One of the world’s largest tobacco companies is quitting its premium cigars business in two deals worth £1.1 billion, but it will continue to pump out mass-produced cigars.
Imperial Brands said it would sell its US premium cigar business to Gemstone Investment for 185 million euros (£161 million), while Allied Cigar Corporation will pay 1.04 billion euros (£912 million) for the premium business in the rest of the world.
It marks the end of a 12-year foray into the premium cigar world after the company’s 2008 mega-deal for Altadis.
Imperial Tobacco, as the business was known then, paid 16.2 billion euros (£11 billion at the time) for the Spanish smoking giant.
The premium cigars business, which includes half of a Cuban factory, was part of the deal.
It will now fetch Imperial Brands net cash proceeds of £958 million, which the company will use to pay down debt.
“We are delighted to be able to announce the sale of Premium Cigars in the current challenging global environment,” read a statement from joint interim chief executives Dominic Brisby and Joerg Biebernick.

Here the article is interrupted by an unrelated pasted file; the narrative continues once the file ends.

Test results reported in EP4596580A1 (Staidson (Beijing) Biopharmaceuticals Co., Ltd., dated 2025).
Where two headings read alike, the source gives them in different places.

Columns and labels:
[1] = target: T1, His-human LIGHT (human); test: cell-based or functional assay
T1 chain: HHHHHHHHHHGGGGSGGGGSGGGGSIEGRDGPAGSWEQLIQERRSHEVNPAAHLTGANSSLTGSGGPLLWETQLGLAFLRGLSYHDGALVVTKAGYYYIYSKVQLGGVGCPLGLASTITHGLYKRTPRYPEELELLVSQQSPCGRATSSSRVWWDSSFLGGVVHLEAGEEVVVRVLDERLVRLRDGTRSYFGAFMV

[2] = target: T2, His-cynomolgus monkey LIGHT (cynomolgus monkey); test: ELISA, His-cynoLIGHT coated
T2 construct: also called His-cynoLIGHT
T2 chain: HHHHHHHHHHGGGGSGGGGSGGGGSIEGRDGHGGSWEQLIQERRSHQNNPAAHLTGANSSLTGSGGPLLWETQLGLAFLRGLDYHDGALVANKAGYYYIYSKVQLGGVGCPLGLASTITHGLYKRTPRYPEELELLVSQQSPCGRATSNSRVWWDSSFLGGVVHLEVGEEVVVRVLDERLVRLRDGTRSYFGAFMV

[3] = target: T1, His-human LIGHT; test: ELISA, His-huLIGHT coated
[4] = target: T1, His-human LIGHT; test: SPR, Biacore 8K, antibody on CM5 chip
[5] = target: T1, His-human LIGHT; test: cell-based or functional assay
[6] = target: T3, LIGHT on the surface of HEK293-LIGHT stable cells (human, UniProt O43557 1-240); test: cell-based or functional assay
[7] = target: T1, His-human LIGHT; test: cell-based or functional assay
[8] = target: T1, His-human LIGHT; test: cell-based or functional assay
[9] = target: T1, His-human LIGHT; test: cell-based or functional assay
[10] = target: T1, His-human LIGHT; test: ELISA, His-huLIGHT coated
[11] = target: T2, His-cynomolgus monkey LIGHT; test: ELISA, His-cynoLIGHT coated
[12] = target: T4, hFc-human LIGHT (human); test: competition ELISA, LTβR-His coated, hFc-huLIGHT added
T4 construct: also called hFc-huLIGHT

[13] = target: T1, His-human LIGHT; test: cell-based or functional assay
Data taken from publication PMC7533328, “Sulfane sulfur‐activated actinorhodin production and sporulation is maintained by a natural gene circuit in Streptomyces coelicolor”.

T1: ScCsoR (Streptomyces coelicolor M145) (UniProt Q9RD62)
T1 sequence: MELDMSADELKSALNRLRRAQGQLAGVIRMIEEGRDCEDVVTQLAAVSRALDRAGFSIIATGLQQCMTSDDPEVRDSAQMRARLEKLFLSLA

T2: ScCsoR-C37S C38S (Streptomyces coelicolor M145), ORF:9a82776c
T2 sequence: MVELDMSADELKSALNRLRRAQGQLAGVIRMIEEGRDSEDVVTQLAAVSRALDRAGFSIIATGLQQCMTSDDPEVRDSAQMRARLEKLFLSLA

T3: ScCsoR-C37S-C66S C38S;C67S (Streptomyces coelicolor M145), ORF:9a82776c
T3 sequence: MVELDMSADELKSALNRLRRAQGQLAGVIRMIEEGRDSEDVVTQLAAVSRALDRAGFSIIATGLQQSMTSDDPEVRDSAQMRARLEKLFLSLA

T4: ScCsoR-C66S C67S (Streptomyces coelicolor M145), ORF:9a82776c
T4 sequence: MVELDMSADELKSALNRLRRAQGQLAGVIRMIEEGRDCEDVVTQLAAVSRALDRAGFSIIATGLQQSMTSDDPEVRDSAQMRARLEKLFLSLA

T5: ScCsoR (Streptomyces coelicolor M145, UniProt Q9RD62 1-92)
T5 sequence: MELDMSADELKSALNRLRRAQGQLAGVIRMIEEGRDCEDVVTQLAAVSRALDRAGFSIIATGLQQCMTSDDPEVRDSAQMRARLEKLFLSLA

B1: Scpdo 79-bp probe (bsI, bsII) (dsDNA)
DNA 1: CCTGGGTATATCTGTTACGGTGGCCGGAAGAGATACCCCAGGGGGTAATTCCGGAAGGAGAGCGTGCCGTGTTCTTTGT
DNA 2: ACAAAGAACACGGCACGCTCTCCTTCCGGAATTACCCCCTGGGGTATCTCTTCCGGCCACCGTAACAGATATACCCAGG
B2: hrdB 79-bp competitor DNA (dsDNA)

“It has been a complex transaction involving joint venture partners and assets across multiple geographies and we would like to thank everyone involved for working so hard to get the deal agreed.”
The deals are expected to close in the third quarter of this year.
The buyers will be getting a business which netted Imperial Brands around £80 million of pre-tax profit in its most recent financial year.
It has both wholly owned assets, and stakes in joint ventures.
However, Imperial is not ready to give up cigars just yet, keeping a foot firmly in the door.
It will continue to churn out machine-made cigars after selling off the premium hand-rolled segment.
The joint bosses added: “We believe we have found the right long-term owners for Premium Cigars; they are committed to investing in the business to maximise future growth opportunities and are well positioned to further develop operations internationally.”
The disposal is a major deal for the company, as it waits for new chief executive Stefan Bomhard to take the reins.
The former head of luxury car dealer Inchcape faces a battle to reposition Imperial as the company shifts parts of its focus to the vaping sector.